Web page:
The Chelsea Department of Housing and Community Development and Law Department held a press conference to announce the launching of a Housing Legal Clinic to assist residents facing eviction as the eviction moratorium is set to expire on Oct. 17.
Alex Train, director of Housing and Community Development, presided over the press conference. Other speakers were City Solicitor Cheryl Watson Fisher, City Manager Thomas Ambrosino, and Attorney Mark Rossi of Chelsea Legal Services, the legal team that will be working with city to assist local residents with their housing issues.
Train, who was exceptional in his role as moderator and thorough in his delivery of key information at the conference, said that the COVID-19 pandemic led to widespread unemployment and financial hardships for many Chelsea residents.
“Come October 17 when the eviction moratorium is set to expire, we’re bracing for widespread evictions of renters in Chelsea,” said Train, adding that he expects the Chelsea Housing Court will be used as an instrument to displace members of the community.
Train said with the moratorium date coming, the City established the Chelsea Housing Legal Clinic “to provide low-and-moderate income residents with legal representation in Housing Court.”
Ambrosino, an attorney who studied law at Harvard, said he was excited about the start of the legal clinic “as a tool to help prevent displacement.”
The city manager said that even before COVID-19 struck, the city was in the midst of a housing crisis.
“And COVID has only served to exacerbate the problem,” added Ambrosino.
He said the City commenced its first round of rental assistance in response to the crisis. “With $1.25 million available thanks to the generosity of the Chelsea City Council, we were able to put in place a program that helped 300 Chelsea families,” said Ambrosino.
Ambrosino believes the Legal Clinic and its main role of giving legal assistance to tenants at-risk “will be especially effective.”
“I’m very grateful for our partnership with Mark Rossi and his firm in helping us launch this and I look forward to very favorable results,” said Ambrosino.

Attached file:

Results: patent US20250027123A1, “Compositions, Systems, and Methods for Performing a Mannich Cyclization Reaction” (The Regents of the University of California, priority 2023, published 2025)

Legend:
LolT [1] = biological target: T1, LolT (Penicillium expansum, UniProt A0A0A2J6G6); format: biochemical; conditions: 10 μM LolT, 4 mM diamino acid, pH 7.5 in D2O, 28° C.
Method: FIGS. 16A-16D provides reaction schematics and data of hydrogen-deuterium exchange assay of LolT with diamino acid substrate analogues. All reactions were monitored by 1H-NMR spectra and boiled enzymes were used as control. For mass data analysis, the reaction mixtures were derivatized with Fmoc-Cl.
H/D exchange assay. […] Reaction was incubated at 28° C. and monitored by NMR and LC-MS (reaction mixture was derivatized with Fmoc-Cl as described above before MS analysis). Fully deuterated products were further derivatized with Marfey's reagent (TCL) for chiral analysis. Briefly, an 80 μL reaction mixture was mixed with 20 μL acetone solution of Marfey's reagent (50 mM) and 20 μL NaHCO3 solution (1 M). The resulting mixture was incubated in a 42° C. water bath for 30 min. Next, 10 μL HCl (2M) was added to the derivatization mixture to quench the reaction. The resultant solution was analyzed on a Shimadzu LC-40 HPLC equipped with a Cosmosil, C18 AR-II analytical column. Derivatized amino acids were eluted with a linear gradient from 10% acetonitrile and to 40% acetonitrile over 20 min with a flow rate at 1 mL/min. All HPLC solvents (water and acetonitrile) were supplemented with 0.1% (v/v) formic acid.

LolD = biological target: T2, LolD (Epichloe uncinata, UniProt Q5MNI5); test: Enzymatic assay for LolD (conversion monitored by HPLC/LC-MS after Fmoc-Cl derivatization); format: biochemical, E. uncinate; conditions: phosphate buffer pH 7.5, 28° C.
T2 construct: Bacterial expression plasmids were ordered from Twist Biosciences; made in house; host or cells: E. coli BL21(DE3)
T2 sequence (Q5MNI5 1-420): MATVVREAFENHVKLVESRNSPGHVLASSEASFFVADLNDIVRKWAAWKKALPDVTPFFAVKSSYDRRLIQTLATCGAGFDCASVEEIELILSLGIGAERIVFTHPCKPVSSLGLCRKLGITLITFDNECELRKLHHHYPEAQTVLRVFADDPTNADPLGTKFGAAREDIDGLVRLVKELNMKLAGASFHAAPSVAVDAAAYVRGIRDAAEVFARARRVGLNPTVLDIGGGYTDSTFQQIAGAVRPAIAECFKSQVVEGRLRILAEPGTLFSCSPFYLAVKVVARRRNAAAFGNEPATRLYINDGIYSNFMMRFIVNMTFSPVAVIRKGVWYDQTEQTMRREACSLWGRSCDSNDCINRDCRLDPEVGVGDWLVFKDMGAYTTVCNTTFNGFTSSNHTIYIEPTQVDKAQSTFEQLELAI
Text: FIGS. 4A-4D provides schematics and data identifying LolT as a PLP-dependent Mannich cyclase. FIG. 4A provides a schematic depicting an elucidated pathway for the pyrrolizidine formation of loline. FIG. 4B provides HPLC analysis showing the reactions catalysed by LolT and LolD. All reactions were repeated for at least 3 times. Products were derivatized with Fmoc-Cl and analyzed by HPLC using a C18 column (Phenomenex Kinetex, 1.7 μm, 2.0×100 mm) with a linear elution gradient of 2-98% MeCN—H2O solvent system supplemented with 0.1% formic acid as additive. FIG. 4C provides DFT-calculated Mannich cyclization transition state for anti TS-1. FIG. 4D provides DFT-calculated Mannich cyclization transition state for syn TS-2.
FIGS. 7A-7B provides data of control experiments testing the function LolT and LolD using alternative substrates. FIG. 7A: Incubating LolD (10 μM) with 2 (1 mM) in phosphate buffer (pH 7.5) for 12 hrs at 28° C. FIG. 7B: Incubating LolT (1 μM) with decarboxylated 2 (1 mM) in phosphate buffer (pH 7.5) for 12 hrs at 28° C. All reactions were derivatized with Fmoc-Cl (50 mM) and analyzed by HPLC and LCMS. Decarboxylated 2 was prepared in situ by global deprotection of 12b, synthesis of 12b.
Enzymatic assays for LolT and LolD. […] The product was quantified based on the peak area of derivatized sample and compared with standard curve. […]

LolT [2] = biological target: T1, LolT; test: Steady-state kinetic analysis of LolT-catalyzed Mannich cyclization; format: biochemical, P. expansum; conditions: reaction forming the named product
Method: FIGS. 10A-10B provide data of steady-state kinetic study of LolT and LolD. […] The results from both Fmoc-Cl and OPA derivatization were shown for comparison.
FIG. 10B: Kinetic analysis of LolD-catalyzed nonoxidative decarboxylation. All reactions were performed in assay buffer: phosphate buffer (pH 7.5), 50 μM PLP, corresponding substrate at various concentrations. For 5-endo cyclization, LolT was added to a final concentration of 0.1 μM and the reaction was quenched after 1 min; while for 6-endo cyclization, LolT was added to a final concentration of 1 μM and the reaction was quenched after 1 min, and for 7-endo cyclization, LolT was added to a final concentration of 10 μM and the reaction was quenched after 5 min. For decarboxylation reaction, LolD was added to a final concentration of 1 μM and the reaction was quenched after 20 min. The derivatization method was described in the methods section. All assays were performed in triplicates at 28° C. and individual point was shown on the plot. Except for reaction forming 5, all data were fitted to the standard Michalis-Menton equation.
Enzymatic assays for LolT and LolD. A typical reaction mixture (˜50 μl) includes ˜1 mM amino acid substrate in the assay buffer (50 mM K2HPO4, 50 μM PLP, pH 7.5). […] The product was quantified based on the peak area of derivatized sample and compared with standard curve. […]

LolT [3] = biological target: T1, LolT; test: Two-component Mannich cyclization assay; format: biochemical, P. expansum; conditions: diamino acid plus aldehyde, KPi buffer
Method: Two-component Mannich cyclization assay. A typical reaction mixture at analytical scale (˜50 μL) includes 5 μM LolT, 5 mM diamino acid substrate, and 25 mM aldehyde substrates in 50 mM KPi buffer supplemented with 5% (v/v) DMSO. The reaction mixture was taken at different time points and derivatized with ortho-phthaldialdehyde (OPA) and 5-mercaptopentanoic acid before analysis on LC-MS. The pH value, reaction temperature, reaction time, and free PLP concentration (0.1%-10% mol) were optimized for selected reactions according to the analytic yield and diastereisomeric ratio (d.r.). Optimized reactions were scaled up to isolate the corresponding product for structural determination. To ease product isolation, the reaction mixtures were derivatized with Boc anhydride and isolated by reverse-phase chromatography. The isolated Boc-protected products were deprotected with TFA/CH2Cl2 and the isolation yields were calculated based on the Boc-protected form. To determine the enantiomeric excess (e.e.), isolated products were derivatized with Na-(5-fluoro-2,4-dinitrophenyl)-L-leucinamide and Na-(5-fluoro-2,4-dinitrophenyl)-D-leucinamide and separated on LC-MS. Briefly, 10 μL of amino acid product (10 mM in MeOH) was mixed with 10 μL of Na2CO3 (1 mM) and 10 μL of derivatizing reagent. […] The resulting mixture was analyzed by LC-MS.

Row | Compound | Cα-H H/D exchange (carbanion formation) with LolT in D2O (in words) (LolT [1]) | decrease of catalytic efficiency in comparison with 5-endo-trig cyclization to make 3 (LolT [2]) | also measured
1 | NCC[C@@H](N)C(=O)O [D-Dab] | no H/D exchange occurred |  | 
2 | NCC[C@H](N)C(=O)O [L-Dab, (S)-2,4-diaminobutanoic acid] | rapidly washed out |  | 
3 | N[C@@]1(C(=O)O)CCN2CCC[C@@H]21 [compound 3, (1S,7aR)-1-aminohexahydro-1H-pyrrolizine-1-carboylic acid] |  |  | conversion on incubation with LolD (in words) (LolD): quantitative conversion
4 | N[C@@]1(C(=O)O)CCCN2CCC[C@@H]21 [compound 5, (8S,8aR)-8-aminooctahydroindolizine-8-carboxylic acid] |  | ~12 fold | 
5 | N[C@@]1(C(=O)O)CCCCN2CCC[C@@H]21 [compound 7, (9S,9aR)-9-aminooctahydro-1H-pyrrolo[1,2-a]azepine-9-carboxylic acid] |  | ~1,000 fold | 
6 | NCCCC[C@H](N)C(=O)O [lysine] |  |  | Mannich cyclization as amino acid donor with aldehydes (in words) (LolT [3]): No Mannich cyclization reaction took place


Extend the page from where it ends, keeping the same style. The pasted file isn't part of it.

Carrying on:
Watson Fisher said when residents contacted her department for legal assistance in court, she explained that “the problem for my office is that we don’t represent residents.”
“We found that there was no location in Chelsea to refer them to for housing representation, tenant representation, for any type of legal services,” said Watson Fisher.
Watson said after reaching out to Chelsea stakeholders, she and Train brought the idea of establishing a Chelsea Housing Legal Clinic to City Manager Ambrosino’s office. The City contracted with Chelsea Legal Services to launch the clinic.
“The Chelsea Housing Legal Clinic will be operated by Chelsea Legal Services on Arlington Street and Attorney Mark Rossi is here today to discuss the particulars of how to receive services at the clinic,” concluded Watson Fisher.
“COVID-19 threw all of us a curveball, particularly the most vulnerable in our city,” began Rossi.
“The goal of Chelsea Legal Services is to provide equal access to justice and the judicial system for the residents of Chelsea.”
Rossi commended the City of Chelsea for showing foresight and being pro-active in starting a Housing Legal Clinic.
“We are in this together: Chelsea Strong – and I am grateful for the opportunity to be of service to the community,” said Rossi.
He said residents can contact his office through the Eastern Region Legal Intake Help Line at 617-603-1700 or his office directly at 617-466-3037. Because of COVID-19, there are no walk-ins at the Chelsea Legal Services office and Rossi suggested calling in advance to make an appointment with his legal team.
Residents can also reach out to Attorney Rossi’s office online at its Website: www.chelsealegalservices.org,
(Information from the City of Chelsea press release was used in the compilation of this story).